In his book “Straight from the Gut” Jack Welch, the former president of General Electric, wrote that the CT scanner changed the medical business from an unprofitable operation to one of GE’s “jewels” with operating profits of $1.7 billion on $7 billion in sales. Is it possible that these high profits were based heavily on GE’s sales of service contracts? I do not know the answer to that question, but I think that under most hospitals’ present pressure to reduce operating costs, we need to begin looking more seriously at re-negotiating maintenance agreements.
If we are serious about re-negotiating agreements, we should start by tossing out that old rule of thumb that says maintenance agreements should cost between ten and fifteen percent of equipment sales price. Ten to fifteen percent is excessive.
During the 1960’s I worked in field service management at American Optical Company’s Medical Division. As a part of my job, I was expected to keep warranty costs below 4% of sales. That 4% was known as the warranty accrual rate. It was based on engineering projections and historical data. A rate of four percent meant that for every million dollars worth of equipment we sold, we expected costs of less than $40,000 for warranty services. It also meant that if we sold a maintenance agreement for ten percent of the purchase price and kept our repair costs at four percent, our profits would be $60,000 for every$100,000 worth of agreements that we sold. Obviously as equipment aged and repairs became more frequent, our costs would rise and our profits would diminish.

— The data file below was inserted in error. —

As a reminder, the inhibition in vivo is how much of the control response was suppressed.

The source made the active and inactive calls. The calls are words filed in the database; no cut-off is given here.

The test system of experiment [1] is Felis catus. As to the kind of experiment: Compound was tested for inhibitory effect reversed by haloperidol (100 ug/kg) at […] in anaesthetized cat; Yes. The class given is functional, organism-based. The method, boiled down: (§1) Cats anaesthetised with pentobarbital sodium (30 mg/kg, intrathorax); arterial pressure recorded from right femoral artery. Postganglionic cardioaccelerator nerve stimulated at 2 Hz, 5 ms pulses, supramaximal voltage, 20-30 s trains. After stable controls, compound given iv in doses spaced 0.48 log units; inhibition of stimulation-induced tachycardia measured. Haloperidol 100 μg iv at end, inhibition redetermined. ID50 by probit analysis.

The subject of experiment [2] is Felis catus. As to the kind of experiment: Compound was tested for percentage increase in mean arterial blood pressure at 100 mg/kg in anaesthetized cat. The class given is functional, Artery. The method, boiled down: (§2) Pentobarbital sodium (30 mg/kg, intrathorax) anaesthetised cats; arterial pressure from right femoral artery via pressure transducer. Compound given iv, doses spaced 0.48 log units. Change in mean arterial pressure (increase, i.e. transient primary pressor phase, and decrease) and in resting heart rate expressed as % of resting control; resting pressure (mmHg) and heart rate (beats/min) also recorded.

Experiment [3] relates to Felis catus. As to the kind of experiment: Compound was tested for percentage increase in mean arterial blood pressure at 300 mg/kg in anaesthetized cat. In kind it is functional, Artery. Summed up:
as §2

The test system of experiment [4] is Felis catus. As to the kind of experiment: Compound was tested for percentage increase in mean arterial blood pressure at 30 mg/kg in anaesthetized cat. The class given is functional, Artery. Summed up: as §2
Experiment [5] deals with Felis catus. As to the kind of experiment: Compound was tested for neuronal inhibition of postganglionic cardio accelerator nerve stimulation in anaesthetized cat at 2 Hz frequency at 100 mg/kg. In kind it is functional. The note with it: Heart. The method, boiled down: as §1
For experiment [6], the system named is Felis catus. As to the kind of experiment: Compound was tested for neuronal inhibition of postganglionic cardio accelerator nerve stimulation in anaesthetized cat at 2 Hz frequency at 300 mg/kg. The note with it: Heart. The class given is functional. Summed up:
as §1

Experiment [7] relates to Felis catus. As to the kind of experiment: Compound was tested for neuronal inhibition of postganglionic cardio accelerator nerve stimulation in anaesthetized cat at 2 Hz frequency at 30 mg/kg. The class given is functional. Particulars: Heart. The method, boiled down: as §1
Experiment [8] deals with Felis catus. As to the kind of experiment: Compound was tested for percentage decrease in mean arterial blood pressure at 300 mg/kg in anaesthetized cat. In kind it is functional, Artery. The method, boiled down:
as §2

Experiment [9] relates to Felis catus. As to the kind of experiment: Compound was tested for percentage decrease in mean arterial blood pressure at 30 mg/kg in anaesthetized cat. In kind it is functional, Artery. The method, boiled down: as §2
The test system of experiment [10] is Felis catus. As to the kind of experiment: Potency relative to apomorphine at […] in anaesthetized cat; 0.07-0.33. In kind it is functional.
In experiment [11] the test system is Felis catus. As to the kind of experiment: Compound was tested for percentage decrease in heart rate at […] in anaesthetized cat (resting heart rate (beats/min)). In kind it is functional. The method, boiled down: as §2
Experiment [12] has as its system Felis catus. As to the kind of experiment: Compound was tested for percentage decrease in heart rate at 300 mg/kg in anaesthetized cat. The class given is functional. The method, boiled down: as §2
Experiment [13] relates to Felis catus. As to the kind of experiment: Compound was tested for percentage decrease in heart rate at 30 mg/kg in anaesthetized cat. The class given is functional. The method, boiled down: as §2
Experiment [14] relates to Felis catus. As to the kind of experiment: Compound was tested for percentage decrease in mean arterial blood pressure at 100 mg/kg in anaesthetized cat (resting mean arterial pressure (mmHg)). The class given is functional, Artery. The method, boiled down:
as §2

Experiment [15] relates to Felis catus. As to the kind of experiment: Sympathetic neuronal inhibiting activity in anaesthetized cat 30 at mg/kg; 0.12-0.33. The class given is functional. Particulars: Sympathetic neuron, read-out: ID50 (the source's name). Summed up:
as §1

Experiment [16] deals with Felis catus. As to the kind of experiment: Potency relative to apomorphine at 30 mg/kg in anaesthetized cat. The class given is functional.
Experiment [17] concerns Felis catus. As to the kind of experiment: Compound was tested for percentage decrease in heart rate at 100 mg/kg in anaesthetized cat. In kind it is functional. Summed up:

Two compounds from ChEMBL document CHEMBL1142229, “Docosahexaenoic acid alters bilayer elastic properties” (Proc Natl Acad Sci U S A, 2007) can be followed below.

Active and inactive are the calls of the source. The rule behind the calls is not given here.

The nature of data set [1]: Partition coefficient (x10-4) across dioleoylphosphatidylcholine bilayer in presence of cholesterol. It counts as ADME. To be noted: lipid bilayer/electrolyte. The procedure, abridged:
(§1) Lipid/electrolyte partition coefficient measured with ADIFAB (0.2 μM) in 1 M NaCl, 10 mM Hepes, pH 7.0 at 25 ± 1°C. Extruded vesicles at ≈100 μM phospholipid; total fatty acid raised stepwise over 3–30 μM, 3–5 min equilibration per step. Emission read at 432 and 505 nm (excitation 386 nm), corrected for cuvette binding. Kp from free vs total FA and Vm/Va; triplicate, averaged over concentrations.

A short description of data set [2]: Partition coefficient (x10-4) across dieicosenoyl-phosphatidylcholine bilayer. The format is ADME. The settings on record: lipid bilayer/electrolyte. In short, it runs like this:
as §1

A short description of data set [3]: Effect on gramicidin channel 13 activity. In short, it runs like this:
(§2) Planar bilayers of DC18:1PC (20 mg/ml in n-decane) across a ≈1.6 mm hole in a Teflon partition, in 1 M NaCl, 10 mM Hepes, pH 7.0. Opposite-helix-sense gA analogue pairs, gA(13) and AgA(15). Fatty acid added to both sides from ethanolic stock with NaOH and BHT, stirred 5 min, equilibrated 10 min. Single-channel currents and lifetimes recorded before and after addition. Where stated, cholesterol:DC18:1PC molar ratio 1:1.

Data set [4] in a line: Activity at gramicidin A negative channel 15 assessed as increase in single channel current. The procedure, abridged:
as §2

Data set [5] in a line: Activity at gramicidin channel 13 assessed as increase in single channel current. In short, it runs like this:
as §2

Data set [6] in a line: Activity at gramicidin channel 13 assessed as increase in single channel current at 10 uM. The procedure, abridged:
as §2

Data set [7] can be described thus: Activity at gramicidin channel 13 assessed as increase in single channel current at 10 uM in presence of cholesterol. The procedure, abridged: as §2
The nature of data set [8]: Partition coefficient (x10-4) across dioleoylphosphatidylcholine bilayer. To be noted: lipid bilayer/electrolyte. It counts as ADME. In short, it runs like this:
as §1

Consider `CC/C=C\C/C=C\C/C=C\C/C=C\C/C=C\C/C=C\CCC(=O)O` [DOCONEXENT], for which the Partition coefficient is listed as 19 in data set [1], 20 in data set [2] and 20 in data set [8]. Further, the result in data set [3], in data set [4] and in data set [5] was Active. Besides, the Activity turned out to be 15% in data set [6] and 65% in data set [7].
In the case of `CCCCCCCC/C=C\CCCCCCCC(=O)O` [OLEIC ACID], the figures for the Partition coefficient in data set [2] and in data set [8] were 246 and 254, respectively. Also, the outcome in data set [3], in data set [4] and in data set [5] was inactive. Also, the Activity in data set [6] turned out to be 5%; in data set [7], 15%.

Equipment designed in the 1960’s was far less reliable than today. In the 1960’s there were no large scale integrated circuits or surface mounted components. Circuit boards were wave or hand soldered. Relays and switches were mechanical and prone to failure. All displays used either cathode ray tubes or meters. Many components generated heat which tended to increase failure rates. Today’s equipment is far more reliable and that is clearly reflected in today’s significantly lower warranty accrual rates. Instead of the four percent rate of the 1960’s, the average warranty accrual rate for medical equipment companies in 2012 was .07% and the rate for laser and X-Ray companies’ was1.7%. That means out of every million dollars in sales, the typical medical manufacturing company set aside $7,000 while laser and X-Ray companies set aside $17,000.
The question one should then ask is: “How is it possible for a company to set aside only $17,000 (1.7%) to cover its warranty costs for a $1,000,000 CT-Scanner and charge hospitals $150,000 for a maintenance agreement on that device when it goes out of warranty?” Do they really expect $150,000 in repair costs only one year later or is it possible that they might make a profit of $133,000 on the sale of that contract?
Based on these numbers I think it is time to stop buying expensive maintenance agreements and exercise other options like equipment insurance or servicing on a time and materials basis. If it is necessary to continue writing agreements we should stop merely capitulating to that old rule of thumb that says agreements should cost between ten and fifteen percent of sales price and begin serious negotiations based on the manufacturer’s warranty accrual rate.
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